Of all the rules that we set down to govern boys, few work as poorly for me as the warning, Don't talk to strangers. I first remember giving in to this temptation when I was about seven or eight. The stranger was a man whose yard my pals and I were cutting through as we were trying to circumambulate the lake I lived near. The stranger came out, and he had a wonderfully bright smile, and asked us where we were going -- a not inappropriate question, I thought, since we were traipsing in his property. At first none of us boys responded -- he was a stranger, after all, and we had all been taught not to talk to strangers, even ones with big happy faces. Then, observing our silence, the man said, perhaps merely as a private joke, "I guess you boys must be like Diogenes with his lantern, looking for an honest man."
This was the point that I forgot all about the Don't talk to strangers rule. I asked who Diogenes was, and the man explained to me that he was a famous Greek philosopher, and thereafter I was hooked. My stranger, as it turned out, was just a kind-hearted man who liked to talk to boys who asked such questions when he said such things. (Indeed, if you wish to discover the ultimate impact of this childhood encounter, you will discover my own interpretation of Diogenes in my Policy Review article, The Cosmopolitan Mirage.)
I thought of this story when I read about eleven year old Brennan Hawkins, the Boy Scout who went missing for four days in the wilderness of Utah, wandering hither and yon in search of the Boy Scout camp that kept eluding him.
According to the report on the news, Brennan says that he had actually spotted a group of people horseback riding in his vicinity, but that instead of yelling out for help, he had instantly hidden himself from their view. Why? Because Brennan had been told by his parents, who obviously meant well by their advice, never to talk to strangers, and seeing that the people on horseback fit this description, he stuck to the precepts that had been instilled in him, and made not a peep.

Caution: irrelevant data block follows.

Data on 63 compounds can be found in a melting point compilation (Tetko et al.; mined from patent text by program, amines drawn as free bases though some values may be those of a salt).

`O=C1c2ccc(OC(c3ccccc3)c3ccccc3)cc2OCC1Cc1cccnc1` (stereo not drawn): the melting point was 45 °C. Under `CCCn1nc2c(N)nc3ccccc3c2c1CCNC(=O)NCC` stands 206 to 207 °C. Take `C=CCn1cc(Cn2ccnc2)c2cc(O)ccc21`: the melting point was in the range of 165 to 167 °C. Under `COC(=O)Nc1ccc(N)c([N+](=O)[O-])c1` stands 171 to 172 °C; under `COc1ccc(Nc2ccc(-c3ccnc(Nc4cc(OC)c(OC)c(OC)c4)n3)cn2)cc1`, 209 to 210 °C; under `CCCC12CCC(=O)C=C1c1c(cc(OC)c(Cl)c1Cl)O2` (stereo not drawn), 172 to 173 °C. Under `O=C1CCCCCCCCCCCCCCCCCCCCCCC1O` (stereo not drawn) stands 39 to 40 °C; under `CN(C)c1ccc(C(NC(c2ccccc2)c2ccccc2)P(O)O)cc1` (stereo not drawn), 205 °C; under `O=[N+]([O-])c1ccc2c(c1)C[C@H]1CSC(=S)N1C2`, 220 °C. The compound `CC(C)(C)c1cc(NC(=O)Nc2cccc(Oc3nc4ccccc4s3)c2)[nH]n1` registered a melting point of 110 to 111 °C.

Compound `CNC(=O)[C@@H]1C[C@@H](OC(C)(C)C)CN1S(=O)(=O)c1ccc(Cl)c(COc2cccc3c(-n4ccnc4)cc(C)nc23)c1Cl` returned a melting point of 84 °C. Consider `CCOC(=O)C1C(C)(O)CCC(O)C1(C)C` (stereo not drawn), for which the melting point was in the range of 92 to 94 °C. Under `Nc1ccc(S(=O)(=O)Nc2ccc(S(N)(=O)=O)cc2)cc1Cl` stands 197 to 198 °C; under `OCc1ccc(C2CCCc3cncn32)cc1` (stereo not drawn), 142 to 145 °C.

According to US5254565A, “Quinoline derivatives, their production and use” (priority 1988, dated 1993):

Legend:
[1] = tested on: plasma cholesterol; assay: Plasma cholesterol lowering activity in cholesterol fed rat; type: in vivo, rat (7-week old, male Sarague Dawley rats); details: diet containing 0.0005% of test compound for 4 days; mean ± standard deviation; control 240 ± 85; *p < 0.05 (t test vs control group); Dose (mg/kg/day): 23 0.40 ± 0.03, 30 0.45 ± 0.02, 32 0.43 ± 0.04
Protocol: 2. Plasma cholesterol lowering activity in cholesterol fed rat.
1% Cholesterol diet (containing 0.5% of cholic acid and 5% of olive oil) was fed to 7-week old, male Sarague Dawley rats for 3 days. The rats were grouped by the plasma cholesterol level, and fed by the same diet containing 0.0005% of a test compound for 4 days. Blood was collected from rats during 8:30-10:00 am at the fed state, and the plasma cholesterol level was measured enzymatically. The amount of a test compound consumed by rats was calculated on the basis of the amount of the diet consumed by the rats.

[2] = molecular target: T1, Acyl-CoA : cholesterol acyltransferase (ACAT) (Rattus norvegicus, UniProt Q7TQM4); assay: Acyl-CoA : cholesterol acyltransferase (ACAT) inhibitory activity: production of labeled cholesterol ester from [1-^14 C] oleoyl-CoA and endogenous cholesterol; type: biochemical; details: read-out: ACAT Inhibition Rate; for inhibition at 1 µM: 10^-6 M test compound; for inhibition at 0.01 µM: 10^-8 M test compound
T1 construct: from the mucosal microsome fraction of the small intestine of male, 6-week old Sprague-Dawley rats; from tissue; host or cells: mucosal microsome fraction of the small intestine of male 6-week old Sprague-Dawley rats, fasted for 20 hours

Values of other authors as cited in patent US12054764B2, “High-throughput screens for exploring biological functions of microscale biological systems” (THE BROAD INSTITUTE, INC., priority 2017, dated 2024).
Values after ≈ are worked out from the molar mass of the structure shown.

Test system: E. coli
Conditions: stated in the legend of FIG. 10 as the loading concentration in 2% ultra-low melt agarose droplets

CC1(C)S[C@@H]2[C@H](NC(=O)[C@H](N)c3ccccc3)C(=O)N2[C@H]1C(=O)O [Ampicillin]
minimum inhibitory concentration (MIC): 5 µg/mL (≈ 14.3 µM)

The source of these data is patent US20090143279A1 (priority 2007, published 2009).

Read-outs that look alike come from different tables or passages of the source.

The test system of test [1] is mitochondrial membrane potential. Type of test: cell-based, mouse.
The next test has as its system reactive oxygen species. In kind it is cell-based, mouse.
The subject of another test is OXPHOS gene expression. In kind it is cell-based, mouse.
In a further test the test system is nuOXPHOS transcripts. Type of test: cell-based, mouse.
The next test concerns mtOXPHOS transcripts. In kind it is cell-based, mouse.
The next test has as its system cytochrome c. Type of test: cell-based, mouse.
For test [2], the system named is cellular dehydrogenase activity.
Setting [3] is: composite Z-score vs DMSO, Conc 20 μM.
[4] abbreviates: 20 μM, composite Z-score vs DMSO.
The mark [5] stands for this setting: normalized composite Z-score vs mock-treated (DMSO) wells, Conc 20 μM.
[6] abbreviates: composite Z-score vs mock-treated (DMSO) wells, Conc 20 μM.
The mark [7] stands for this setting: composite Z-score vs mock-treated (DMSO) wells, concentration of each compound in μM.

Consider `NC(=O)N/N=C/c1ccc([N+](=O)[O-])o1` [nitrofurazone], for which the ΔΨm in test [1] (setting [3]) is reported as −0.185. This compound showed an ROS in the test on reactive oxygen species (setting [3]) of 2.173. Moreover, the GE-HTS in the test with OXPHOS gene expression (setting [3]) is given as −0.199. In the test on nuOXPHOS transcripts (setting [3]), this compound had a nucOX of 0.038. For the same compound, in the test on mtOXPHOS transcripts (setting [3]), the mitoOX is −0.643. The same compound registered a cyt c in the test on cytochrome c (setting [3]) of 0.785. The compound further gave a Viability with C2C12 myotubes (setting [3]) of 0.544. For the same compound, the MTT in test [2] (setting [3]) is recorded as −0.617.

Luckily Brennan eventually became desperate enough that he abandoned the Don't Talk to Strangers rule, and thereby saved his life. Or, to put it more correctly, he permitted some of the kind-hearted strangers who had spent the last four days looking for him to save his life, which is exactly what these kind-hearted strangers had all been desperately hoping that they would be able to do. What greater joy can a person have than rescuing a hungry and frightened child?
One of the most striking characteristics of the American character is our intense desire to pitch in and help out people that we do not know personally -- people who fit the description of being strangers. Whenever kids go missing -- or even runaway brides who go on to write bestsellers --there is an immediate outpouring of active support from those who hear about the story, and who have no other motive than sheer altruism.
Several years ago, I watched one of those 911 real life rescue shows in which a man had chanced to see a child fall into a reservoir in the middle of a raging flood. He immediately, and without so much as a moment's deliberation, jumped in the heaving surge to try to save the boy from certain death, and he succeeded. Later, when asked the question, Why did you risk your life for a boy you didn't know from Adam?, the man seemed genuinely stumped to come up with an answer. He had shown himself to be a first-class hero, and yet heroism was the last thing on his mind. He had only one instinct, and that was the profound urge to save a stranger's child -- and that was all he knew about his own psychological motivation. "I don't think I'm a hero," he said, "I did what anybody else would do in my place."
Like Blanche Dubois in Tennessee Williams's A Streetcar Named Desire, we Americans could not have survived without the considerable kindness of a multitude of strangers. Brennan Hawkins owes his life to the many strangers who cancelled their normal plans for the week in order to dedicate themselves to rescuing him.
The crime of those few people who give a bad name to the word stranger is not simply a crime against the individual children that they abuse; it is a slander against all those good-hearted men and women who genuinely wish to be of service to other people's kids, and who are willing to devote their energy to helping them in any way they can -- even at the risk of their lives, as in the case of the 911 hero.
If only there was some way to teach Brennan to tell the difference -- and to make him understand that there are far more kind-hearted strangers in this world than those who have no heart at all.